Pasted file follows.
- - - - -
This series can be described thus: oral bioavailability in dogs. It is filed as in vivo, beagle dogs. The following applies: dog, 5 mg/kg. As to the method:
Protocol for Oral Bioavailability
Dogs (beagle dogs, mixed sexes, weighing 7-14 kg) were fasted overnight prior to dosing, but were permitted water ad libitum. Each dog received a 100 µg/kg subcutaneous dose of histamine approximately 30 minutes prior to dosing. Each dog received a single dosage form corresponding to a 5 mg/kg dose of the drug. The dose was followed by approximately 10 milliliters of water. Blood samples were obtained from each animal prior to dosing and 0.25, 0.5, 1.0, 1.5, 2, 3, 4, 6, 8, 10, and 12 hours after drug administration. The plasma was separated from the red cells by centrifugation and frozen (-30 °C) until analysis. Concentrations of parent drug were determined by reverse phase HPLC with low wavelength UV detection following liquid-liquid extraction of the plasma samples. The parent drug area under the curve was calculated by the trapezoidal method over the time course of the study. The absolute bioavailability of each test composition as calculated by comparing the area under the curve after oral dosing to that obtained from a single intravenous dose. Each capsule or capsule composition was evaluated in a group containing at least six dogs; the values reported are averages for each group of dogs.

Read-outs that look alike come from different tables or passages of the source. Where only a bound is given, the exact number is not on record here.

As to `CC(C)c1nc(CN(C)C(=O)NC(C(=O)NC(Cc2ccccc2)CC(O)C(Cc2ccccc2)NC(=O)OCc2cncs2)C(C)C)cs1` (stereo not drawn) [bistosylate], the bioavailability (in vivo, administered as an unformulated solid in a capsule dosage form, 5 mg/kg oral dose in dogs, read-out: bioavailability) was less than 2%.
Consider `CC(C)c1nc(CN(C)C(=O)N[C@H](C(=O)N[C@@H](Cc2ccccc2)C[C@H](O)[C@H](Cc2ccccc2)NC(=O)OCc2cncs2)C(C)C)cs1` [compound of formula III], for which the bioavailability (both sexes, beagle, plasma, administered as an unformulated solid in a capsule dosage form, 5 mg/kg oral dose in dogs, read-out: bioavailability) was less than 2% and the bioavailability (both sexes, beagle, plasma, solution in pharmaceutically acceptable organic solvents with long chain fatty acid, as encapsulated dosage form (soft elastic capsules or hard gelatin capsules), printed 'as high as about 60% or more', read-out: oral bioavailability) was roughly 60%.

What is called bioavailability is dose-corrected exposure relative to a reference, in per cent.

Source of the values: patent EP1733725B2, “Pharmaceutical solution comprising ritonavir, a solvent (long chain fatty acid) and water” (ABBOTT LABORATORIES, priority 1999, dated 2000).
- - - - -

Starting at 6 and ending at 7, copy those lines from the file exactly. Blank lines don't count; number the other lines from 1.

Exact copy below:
Consider `CC(C)c1nc(CN(C)C(=O)N[C@H](C(=O)N[C@@H](Cc2ccccc2)C[C@H](O)[C@H](Cc2ccccc2)NC(=O)OCc2cncs2)C(C)C)cs1` [compound of formula III], for which the bioavailability (both sexes, beagle, plasma, administered as an unformulated solid in a capsule dosage form, 5 mg/kg oral dose in dogs, read-out: bioavailability) was less than 2% and the bioavailability (both sexes, beagle, plasma, solution in pharmaceutically acceptable organic solvents with long chain fatty acid, as encapsulated dosage form (soft elastic capsules or hard gelatin capsules), printed 'as high as about 60% or more', read-out: oral bioavailability) was roughly 60%.

What is called bioavailability is dose-corrected exposure relative to a reference, in per cent.